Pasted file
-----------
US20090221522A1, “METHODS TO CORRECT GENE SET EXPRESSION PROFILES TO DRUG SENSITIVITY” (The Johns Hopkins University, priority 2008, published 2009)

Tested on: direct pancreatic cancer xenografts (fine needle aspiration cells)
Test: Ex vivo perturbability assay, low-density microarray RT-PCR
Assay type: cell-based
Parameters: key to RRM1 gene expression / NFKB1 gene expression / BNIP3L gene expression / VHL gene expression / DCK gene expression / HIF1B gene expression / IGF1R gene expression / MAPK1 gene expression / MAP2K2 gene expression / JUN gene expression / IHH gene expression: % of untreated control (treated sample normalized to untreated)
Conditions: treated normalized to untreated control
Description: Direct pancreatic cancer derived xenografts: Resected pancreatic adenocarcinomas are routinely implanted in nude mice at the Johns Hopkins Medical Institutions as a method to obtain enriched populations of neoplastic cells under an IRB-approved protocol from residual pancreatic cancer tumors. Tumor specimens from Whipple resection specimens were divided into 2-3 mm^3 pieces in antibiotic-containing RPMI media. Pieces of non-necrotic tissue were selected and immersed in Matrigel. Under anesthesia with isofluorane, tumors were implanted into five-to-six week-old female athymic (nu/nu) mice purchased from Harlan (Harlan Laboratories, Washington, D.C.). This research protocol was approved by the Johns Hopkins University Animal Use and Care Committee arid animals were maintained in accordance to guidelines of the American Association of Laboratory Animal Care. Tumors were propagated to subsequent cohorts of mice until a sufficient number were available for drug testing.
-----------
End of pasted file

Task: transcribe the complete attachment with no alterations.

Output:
US20090221522A1, “METHODS TO CORRECT GENE SET EXPRESSION PROFILES TO DRUG SENSITIVITY” (The Johns Hopkins University, priority 2008, published 2009)

Tested on: direct pancreatic cancer xenografts (fine needle aspiration cells)
Test: Ex vivo perturbability assay, low-density microarray RT-PCR
Assay type: cell-based
Parameters: key to RRM1 gene expression / NFKB1 gene expression / BNIP3L gene expression / VHL gene expression / DCK gene expression / HIF1B gene expression / IGF1R gene expression / MAPK1 gene expression / MAP2K2 gene expression / JUN gene expression / IHH gene expression: % of untreated control (treated sample normalized to untreated)
Conditions: treated normalized to untreated control
Description: Direct pancreatic cancer derived xenografts: Resected pancreatic adenocarcinomas are routinely implanted in nude mice at the Johns Hopkins Medical Institutions as a method to obtain enriched populations of neoplastic cells under an IRB-approved protocol from residual pancreatic cancer tumors. Tumor specimens from Whipple resection specimens were divided into 2-3 mm^3 pieces in antibiotic-containing RPMI media. Pieces of non-necrotic tissue were selected and immersed in Matrigel. Under anesthesia with isofluorane, tumors were implanted into five-to-six week-old female athymic (nu/nu) mice purchased from Harlan (Harlan Laboratories, Washington, D.C.). This research protocol was approved by the Johns Hopkins University Animal Use and Care Committee arid animals were maintained in accordance to guidelines of the American Association of Laboratory Animal Care. Tumors were propagated to subsequent cohorts of mice until a sufficient number were available for drug testing.